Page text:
Propofol sedation for upper gastrointestinal endoscopy in patients with liver cirrhosis as an alternative to midazolam to avoid acute deterioration of minimal encephalopathy: a randomized, controlled study

Scand J Gastroenterol. 2009;44(10):1244-51. doi: 10.1080/00365520903194591.

Abstract

Objective: Midazolam sedation for upper gastrointestinal (GI) endoscopy exacerbates minimal hepatic encephalopathy (HE) in patients with liver cirrhosis, therefore an alternative drug regimen for these patients is warranted. The aim of this randomized, controlled study was to assess whether the use of the short-acting propofol as a sedative for GI endoscopy could prevent the exacerbation of minimal HE in patients with liver cirrhosis.

Material and methods: The study comprised patients with liver cirrhosis without clinical HE who had undergone upper GI endoscopy for therapeutic purposes (intended variceal band ligation). Sixty patients were randomly assigned into two groups to receive propofol (n=40) or midazolam (n=20) for upper GI endoscopy. The study groups were matched for age, gender and Child-Pugh score. All patients completed number connecting tests (NCTs), as well as a porto-systemic encephalopathy (PSE) syndrome test before and at 2 h after completion of the endoscopic procedure. Time needed to fulfill the tests was documented. Baseline results of the psychomotor test batteries were compared with the post-interventional evaluations. Data were also compared with the results of a healthy control group (n=20) that did not undergo endoscopic sedation. Recovery time and quality (score system) were evaluated.

Results: The differences in the NCT times before and after sedation (median delta NCT, midazolam group, 11 s (95% CI, -1.2 to 16.1 s) versus the propofol group, -9.5 s (95% CI, -15.7 to -4.6 s), p=0.002) and in the PSE scores (median delta PSE, midazolam group, -1 (95% CI, -1.5 to 0.2) versus the propofol group, 1 (95% CI, 0.5 to 1.5), p=0.0009) differed significantly between the two groups. In addition, the recovery time and quality in patients receiving propofol were significantly improved compared with in the midazolam group (7.8+/-2.9 min versus 18.4+/-6.7 min, 6.1+/-1.1 versus 8.2+/-1.3, both p<0.001).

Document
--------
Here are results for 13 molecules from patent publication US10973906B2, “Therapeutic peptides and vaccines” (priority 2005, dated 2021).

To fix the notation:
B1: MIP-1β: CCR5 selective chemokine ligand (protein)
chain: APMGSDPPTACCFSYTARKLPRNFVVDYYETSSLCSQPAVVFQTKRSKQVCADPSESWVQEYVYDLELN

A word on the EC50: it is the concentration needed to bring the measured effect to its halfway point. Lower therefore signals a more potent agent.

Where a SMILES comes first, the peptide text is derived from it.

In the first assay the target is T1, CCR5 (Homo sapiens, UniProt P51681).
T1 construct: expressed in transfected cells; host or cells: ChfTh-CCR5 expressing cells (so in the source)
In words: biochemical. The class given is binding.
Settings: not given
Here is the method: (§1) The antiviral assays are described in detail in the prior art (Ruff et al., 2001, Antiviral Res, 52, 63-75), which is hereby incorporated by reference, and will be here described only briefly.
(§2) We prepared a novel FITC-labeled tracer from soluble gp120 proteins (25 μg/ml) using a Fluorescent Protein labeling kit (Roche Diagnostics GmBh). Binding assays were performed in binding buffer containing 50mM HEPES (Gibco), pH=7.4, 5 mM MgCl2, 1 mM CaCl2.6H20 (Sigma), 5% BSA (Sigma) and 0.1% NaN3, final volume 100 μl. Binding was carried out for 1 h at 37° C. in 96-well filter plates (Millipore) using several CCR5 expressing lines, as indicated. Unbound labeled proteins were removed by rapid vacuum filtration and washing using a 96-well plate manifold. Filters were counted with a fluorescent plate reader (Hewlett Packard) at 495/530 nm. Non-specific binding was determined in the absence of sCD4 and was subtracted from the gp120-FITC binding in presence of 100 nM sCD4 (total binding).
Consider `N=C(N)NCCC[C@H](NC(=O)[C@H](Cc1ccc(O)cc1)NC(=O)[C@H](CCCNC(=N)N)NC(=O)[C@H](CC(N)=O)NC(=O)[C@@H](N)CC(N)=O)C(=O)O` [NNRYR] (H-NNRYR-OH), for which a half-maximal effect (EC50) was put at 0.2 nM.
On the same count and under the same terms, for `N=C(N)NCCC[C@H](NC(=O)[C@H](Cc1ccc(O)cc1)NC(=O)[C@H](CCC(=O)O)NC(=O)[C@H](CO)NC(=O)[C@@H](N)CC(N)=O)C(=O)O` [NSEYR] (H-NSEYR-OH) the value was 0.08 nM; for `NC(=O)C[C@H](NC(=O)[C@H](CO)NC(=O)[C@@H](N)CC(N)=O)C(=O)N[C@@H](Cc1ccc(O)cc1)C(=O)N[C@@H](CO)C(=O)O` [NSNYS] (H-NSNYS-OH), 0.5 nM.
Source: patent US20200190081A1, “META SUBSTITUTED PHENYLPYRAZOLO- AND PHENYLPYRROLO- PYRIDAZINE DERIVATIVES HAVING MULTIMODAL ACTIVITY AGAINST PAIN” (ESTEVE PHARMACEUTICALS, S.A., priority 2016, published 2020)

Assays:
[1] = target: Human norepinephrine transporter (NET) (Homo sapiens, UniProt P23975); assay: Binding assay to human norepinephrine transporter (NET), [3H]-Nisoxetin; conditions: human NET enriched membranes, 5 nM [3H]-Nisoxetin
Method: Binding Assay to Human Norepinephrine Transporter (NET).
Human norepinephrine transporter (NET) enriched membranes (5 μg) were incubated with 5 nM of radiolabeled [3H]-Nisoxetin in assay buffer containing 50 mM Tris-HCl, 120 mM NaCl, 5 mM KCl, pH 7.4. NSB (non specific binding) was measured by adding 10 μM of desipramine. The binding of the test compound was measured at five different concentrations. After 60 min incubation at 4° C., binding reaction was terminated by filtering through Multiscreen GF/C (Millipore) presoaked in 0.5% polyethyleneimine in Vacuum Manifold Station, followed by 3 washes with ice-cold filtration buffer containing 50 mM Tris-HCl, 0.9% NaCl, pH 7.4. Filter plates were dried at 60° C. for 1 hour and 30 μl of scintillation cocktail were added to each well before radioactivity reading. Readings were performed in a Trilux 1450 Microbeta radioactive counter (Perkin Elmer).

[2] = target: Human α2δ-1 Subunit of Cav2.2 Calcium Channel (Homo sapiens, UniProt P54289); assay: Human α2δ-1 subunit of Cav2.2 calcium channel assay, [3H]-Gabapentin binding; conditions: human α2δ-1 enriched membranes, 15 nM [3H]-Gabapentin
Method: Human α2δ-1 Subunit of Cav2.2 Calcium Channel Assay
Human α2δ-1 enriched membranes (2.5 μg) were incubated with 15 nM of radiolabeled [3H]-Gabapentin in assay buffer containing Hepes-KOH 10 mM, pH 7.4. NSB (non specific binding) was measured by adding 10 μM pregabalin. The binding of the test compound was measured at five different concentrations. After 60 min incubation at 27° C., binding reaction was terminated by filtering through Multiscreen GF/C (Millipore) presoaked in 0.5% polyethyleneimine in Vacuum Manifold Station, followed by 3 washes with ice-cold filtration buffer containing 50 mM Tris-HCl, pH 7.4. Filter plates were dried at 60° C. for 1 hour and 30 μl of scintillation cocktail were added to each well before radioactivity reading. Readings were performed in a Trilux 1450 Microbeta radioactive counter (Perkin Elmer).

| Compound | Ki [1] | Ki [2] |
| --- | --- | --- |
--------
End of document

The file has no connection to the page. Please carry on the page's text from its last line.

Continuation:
Conclusions: The study demonstrates that propofol sedation for upper GI endoscopy does not cause acute deterioration of minimal hepatic encephalopathy and is associated with improved recovery in patients with liver cirrhosis. Propofol should be recommended for these patients as an alternative to midazolam.

Publication types

  • Randomized Controlled Trial

MeSH terms

  • Aged
  • Endoscopy, Gastrointestinal
  • Esophageal and Gastric Varices / etiology
  • Esophageal and Gastric Varices / therapy*
  • Female
  • Hepatic Encephalopathy / etiology
  • Hepatic Encephalopathy / prevention & control*
  • Humans
  • Hypnotics and Sedatives / administration & dosage*
  • Liver Cirrhosis / complications*
  • Male
  • Midazolam / administration & dosage*
  • Middle Aged
  • Propofol / administration & dosage*
  • Treatment Outcome

Substances

  • Hypnotics and Sedatives
  • Midazolam
  • Propofol